Styling Comments by Author

Posted by Edward Caissie on May 26, 2009 in WordPress |

As I was working through the various files involved in my WordPress Desk Mess Mirrored theme I discovered I did not like the original comment author CSS class assignment code.

The original code was as follows:

<?php foreach ($comments as $comment) : ?>
  <div class="<?php if ($comment->comment_author_email == "xxx@yyy.com") echo 'administrator'; else echo $oddcomment; ?> item" id="comment-<?php comment_ID() ?>">

It did not thrill me with the choice of using the author’s email address. As far as I see it this could possibly lead to misrepresented comments or replies, if the blog owner was not careful with their contact information and their comment moderation settings.

I started with the idea that there must be a way to check the comment author and compare to the registered users list of the blog. This started my searches and brought me to this codex article: http://codex.wordpress.org/User:Jalenack/Comment_Loop_Beauty with the following code reference:

<cite<?php if ($comment->user_id == '1') echo ' class="admin"'; ?>>
  <?php comment_author() ?>

Which I expanded upon to this:

<?php foreach ($comments as $comment) : ?>
  <div class="<?php if ($comment->user_id == '1') echo 'administrator';
    /* elseif ($comment->user_id == '2') echo 'administrator'; */
    /* add additional user_id following above example, echo the 'CSS element' you want to use for styling */
    <?php endif; ?>

This snippet of code writes the class administrator for the user_id #1 (generally the blog owner) and can then be further modified for each user_id as appropriate, changing the class or not as the design requires.

To find an individual user_id, go to your blog’s Dashboard; under Users, click on Authors & Users. Click on the Username (to edit); now in the address bar you will see a URL address starting with: http://your_blog_url/wp-admin/user-edit.php?user_id=x… , where x (a number) is the user_id for that particular Username.



  • Chip Bennett says:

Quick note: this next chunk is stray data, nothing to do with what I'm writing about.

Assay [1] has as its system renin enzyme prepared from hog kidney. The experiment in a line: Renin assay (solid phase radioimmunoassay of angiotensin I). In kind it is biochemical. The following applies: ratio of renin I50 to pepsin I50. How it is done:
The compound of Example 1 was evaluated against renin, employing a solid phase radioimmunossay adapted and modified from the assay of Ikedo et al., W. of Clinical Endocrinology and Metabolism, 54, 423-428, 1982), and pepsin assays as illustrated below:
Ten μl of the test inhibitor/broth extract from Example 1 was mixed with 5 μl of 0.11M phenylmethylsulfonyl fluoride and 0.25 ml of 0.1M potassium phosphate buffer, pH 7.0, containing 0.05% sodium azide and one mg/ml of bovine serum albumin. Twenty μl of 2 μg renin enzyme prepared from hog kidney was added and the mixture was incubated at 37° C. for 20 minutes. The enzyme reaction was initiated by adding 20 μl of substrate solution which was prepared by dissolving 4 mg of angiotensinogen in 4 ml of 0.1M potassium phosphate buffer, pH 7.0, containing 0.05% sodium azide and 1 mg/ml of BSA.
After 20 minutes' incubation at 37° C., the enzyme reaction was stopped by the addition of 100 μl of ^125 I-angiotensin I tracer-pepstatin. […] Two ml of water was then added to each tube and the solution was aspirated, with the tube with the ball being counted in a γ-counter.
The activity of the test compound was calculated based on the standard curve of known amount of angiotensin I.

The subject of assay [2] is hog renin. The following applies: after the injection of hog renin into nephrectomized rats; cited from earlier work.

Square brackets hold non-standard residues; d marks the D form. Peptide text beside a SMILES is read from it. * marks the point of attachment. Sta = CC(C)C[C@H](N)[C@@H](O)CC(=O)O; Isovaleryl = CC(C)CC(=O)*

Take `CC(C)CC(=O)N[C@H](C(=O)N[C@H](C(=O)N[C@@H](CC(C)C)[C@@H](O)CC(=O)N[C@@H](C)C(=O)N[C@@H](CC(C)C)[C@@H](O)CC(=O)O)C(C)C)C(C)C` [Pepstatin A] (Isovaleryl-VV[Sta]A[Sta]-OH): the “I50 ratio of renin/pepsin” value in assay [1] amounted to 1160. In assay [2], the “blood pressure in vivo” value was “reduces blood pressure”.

I use another method, that also does not expose the author’s email address:

    (wrapped in php tags, of course):

    $isByAuthor = false;
    if($comment->user_id == $post->post_author) {
    $isByAuthor = true;

    Then, inside the comment LI:

    if($isByAuthor ) { echo ‘class=”authorcomment”‘;}

    Then, of course, the style sheet will define li.authorcomment.

    I think it might be a bit cleaner, and isn’t dependent upon knowing the author/admin UserID.

    (I’m sure I picked up this method from someone/somewhere (perhaps the Codex; perhaps not). I’d give credit, but I don’t remember anymore…)

    • JellyBeen says:

      That’s a great little snippet to keep in mind Chip, thanks for sharing it here.

      I am using this method here to differentiate between two, or more, registered members of the blog, giving each registered member (and for that matter it can be extended to non-registered members) a unique style for their comments. For example this reply.

  • Chip Bennett says:

    You could also do something like:

    li class=”user-PHPSTUFFHERE”

    where PHPSTUFFHERE =

    php echo $comment->user_id;

    So UserID 1 would have:

    li class=”user-1″

    And UserID 15 would have:

    li class=”user-15″

    You could also wrap an if statement around the user-id call, and differentiate between registered commenters and non-registered commenters; something like (this may not be *exactly* right, since i don’t know what gets returned for an anonymous comment):

    li class=”PHPSTUFF”

    where PHPSTUFF =

    if $comment->user_id {
    $user_status = registered_user;
    echo $user_status. ” user-“.$comment->user_id;
    } else {
    $user_status = non_registered_user;
    echo $user_status;
    } endif;

    (Feel free to correct if my PHP syntax is wrong there.)

    That way, for a non-registered user, you would get:

    li class=”non_registered_user”

    And for a registered user with user_id 5, you would get:

    li class=”registered_user user-5″

    That way, you could style the comments differently for registered and anonymous users, and also for each user ID.

    (Nice post; thanks for the food for thought! I might try something like this on my own blog.)

  • I do enjoy your comments. They make for interesting reading and great for new ideas. I believe your latest comment would lead to a more automated styling approach whereas my original post is very much a manual approach. FYI, user_id=0 identifies non-registered users.

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